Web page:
Breast cancer is the most common form of cancer and the second leading cause of cancer-related deaths amongst women. These deaths will mostly occur due to metastatic burden, demonstrating a pressing need to develop therapies against metastatic progression. The Eya family proteins are over expressed in many cancer types, including breast cancer where they have been shown to be critical for tumorigenesis and metastasis. The Eyas has been shown to regulate these processes through two biochemical functions, as a transcriptional cofactor to the six family of proteins and as a tyrosine phosphatase. Currently, therapies are being developed against both of these functions. The Eyas has another biochemical function as a threonine phosphatase, the activity of which regulates the innate immune response. The role of Eya threonine phosphatase in cancer has yet to be elucidated. However, factors regulating immune response are often over expressed in cancer and can lead to tumor progression and metastasis. These data indicate Eya3, the member of the Eya family with the highest threonine phosphatase activity, may promote breast cancer tumorigenesis and metastasis, leading to insight into new Eya based therapies. Hypothesis: Eya3 threonine phosphatase activity promotes breast cancer metastasis through both tumor cell autonomous roles and non-cell autonomous roles of affecting immune cell behavior. Objective: To utilize both in vitro and in vivo models to assess the role of the Eya3 threonine phosphatase in promoting breast cancer tumorigenesis/metastasis and immune system regulation.
Specific Aims : 1) Determine the cell autonomous effects of Eya3 threonine phosphatase on aggressiveness of breast cancer cells. 2) Determine the non-cell- autonomous effects of Eya3 threonine phosphatase on immune cell behavior. 3) Determine the effect of Eya3 threonine phosphatase activity on tumorigenesis and metastasis using in immune competent in vivo mouse models. In vitro models will be utilized to determine Eya3 threonine phosphatase in tumor cell autonomous functions. 66cl4 mouse mammary carcinoma cell lines will be engineered to expressed a phosphatase dead version of Eya3 and proliferation, cell survival, MMP expression/function, migration, and invasion assays will be performed to assess phenotypes. These cells will be used to assess the role of the phosphatase on immune cell modulation by performing in vitro T-cell and macrophage migration assays as well as flow cytometry for changes in immune cell signatures. In vivo mouse models will be used to determine the effect of Eya3 threonine phosphatase on tumorigencity with tumors derived from the 66cl4 cell lines analyzed for size, metastatic ability, and immune cell infiltration by flow cytometry and immunohistochemistry. Research into how the Eya3 threonine phosphatase regulates immune cell behavior and breast cancer tumorigenesis/metastasis can provide insight into treatments for breast cancer patients in addition to other cancer type patients with overexpressed Eya family members.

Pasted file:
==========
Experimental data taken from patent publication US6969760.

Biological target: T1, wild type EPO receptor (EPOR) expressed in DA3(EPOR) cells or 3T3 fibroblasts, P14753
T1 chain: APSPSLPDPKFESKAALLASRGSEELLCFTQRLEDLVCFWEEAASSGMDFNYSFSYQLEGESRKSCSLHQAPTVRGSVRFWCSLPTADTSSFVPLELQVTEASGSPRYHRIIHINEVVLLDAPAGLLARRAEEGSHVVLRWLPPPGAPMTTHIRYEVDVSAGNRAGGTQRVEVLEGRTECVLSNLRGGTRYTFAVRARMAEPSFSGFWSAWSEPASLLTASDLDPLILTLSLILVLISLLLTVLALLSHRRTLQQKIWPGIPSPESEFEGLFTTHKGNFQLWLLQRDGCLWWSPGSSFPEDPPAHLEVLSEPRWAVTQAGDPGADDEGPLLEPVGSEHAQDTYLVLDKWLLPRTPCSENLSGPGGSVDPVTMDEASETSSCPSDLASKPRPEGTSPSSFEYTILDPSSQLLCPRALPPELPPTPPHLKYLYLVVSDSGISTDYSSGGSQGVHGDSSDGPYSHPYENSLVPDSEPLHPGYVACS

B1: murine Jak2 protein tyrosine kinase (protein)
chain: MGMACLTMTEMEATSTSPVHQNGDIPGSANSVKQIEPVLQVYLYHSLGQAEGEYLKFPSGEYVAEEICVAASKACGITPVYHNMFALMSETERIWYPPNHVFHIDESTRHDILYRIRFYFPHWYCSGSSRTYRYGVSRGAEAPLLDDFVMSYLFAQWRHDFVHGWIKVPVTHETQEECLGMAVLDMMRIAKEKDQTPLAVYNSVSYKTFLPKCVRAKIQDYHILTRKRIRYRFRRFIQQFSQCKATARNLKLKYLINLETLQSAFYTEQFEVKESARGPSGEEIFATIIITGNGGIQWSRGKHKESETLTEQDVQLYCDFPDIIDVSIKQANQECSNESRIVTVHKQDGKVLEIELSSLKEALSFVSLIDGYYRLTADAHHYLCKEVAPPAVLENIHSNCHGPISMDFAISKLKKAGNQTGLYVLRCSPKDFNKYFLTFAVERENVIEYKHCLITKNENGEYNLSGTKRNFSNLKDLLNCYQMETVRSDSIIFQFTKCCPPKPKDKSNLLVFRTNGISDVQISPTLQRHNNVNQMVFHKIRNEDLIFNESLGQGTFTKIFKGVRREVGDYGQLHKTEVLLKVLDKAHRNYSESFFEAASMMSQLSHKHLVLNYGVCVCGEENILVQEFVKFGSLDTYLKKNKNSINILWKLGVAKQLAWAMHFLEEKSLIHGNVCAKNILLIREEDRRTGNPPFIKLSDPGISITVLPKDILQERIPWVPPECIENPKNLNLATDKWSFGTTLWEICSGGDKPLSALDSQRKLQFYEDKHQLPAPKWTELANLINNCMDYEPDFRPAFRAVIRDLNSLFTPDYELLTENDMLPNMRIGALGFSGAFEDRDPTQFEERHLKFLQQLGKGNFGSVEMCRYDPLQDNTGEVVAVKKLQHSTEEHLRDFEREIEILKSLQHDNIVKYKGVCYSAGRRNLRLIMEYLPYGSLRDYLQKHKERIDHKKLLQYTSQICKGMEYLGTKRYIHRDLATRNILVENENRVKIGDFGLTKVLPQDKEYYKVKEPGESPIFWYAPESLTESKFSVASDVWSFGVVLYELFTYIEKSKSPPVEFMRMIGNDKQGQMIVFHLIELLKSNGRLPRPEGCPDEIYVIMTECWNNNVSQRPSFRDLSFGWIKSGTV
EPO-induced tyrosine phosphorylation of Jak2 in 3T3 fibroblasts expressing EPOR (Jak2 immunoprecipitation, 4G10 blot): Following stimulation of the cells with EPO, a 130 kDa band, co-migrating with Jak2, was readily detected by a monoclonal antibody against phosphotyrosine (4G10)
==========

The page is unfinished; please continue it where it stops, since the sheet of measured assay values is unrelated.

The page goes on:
Breast cancer is the most frequently diagnosed cancer among women and the second leading cause of female cancer-related deaths, with most of those deaths occurring due to the metastasis of breast cancer to distant sites within the body. This project proposes to understand and discover the mechanics behind how breast cancer metastases by investigating the role of the Eya3 threonine phosphatase (a protein shown to contribute to tumor promotion/metastasis in several cancer types) in influencing immune cell behavior/breast cancer formation/metastasis. This project may lead to advances in breast cancer diagnostic tests and treatments, thus promoting the public's health and quality of life.